Talking to reporters outside the jail, where he was kept in judicial custody, Shetty said, “We will not stop till justice is given to farmers. We will fight till we are satisfied with the ‘price per tonne’ that would be given to us for the first instalment. The state has been using police force as an instrument to divide and deter farmers. But this fight is against ‘sugar mafia’ and not police. I have always appealed for a non-violent agitation and I still say that agitation should be carried out using peaceful means.”
Farmers have been demanding at least Rs 3,000 per tonne as first instalment payment, while sugar factories in the region have decided to pay them Rs 2,300 per tonne.
Spelling the direction of his movement, Shetty said, “The fight will continue. We welcome all those who are extending support to us. There are many workers’ unions. Similarly, even if there are three unions representing farmers, the fact remains that the central element in all these unions is the farmer. We will continue to fight till the sugar factories — be it private or government owned — consult local sugarcane farmers in the vicinity and decide a ‘per tonne’ rate for the first lot that is agreeable to local farmers. Till then, we will keep our sugarcane in the farms.”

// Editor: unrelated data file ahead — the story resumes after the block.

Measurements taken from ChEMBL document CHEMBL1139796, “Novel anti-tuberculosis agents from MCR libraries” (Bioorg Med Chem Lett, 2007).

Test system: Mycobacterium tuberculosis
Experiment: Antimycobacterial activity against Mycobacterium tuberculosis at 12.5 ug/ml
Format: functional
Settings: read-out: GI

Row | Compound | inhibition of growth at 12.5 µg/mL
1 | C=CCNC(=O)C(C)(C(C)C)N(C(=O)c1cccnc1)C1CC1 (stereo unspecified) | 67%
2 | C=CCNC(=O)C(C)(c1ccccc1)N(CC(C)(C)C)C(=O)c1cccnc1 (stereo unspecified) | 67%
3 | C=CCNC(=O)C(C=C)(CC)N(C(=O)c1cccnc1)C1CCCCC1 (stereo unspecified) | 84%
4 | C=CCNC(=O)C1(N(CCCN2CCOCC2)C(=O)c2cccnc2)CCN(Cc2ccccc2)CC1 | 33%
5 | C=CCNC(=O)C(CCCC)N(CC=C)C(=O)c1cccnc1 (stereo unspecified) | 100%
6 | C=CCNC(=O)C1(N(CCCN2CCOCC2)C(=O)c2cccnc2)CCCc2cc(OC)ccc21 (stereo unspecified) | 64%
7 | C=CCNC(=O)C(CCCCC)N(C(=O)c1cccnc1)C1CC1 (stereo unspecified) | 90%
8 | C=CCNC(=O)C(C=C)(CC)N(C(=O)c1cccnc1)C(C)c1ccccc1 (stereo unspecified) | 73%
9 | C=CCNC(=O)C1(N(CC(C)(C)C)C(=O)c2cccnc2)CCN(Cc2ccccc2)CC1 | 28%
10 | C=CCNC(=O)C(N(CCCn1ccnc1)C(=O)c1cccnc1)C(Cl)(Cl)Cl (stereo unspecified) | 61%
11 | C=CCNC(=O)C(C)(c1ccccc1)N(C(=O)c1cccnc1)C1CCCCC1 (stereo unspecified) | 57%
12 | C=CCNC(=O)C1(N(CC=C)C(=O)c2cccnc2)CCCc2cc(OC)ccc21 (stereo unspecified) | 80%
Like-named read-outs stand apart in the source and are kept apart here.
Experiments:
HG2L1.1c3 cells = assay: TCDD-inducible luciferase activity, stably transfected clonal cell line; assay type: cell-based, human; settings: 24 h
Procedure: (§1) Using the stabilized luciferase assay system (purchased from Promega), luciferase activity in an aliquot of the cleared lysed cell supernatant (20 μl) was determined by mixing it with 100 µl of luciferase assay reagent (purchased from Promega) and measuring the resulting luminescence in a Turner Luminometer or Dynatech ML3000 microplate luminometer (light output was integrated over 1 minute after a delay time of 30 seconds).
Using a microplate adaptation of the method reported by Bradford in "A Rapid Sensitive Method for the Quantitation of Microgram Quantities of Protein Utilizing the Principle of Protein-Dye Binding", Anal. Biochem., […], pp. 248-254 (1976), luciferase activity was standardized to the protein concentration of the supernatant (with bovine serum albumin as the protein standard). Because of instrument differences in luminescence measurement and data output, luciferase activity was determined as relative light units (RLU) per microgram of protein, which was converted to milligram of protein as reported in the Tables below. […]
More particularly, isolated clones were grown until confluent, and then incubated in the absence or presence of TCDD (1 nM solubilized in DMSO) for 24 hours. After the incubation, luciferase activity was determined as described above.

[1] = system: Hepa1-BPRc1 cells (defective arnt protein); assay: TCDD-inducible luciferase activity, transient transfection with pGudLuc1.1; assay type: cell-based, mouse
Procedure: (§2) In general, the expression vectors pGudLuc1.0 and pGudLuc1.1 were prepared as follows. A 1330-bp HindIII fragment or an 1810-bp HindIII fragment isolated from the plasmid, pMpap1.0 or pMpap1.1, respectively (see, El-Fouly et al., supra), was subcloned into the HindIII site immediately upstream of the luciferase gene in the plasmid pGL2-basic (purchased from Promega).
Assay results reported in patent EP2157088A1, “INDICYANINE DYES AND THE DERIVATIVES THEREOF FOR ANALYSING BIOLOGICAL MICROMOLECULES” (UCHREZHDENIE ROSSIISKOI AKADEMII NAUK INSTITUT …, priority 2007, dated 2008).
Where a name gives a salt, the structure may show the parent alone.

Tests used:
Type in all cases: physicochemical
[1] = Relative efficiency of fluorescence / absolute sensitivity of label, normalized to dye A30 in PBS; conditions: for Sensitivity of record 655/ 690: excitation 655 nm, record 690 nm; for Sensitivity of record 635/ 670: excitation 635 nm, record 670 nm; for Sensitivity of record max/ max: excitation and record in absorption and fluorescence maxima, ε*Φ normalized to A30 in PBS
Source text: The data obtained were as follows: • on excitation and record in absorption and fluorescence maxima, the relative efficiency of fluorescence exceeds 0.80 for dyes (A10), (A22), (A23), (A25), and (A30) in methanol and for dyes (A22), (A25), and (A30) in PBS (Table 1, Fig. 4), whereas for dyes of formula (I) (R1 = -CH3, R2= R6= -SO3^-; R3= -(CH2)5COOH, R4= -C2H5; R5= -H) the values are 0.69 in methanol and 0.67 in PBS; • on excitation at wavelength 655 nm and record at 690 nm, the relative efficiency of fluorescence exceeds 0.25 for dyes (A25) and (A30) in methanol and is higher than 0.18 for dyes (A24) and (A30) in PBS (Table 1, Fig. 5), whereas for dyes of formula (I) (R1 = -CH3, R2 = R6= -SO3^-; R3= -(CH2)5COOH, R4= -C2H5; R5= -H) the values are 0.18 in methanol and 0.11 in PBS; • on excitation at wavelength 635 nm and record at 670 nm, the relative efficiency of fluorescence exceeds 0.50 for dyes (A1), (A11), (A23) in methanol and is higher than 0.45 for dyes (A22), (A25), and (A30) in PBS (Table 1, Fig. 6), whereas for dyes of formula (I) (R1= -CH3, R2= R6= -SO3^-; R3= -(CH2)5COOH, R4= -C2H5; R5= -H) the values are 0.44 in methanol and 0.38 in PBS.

The agitation that started under the leadership of Shetty turned violent after his arrest in Indapur.
Two farmers — one in police firing — have been killed. “I had always appealed for a peaceful agitation. The chakka jam andolan was called for a day. The state government is entirely responsible for the violent turn that the agitation took after my arrest. I wanted to visit the house of the farmer who died in Indapur during the protest, but will not be able to go.”
He said he would will go to Mumbai to inquire about Shiv Sena supremo Balasaheb Thackeray’s health.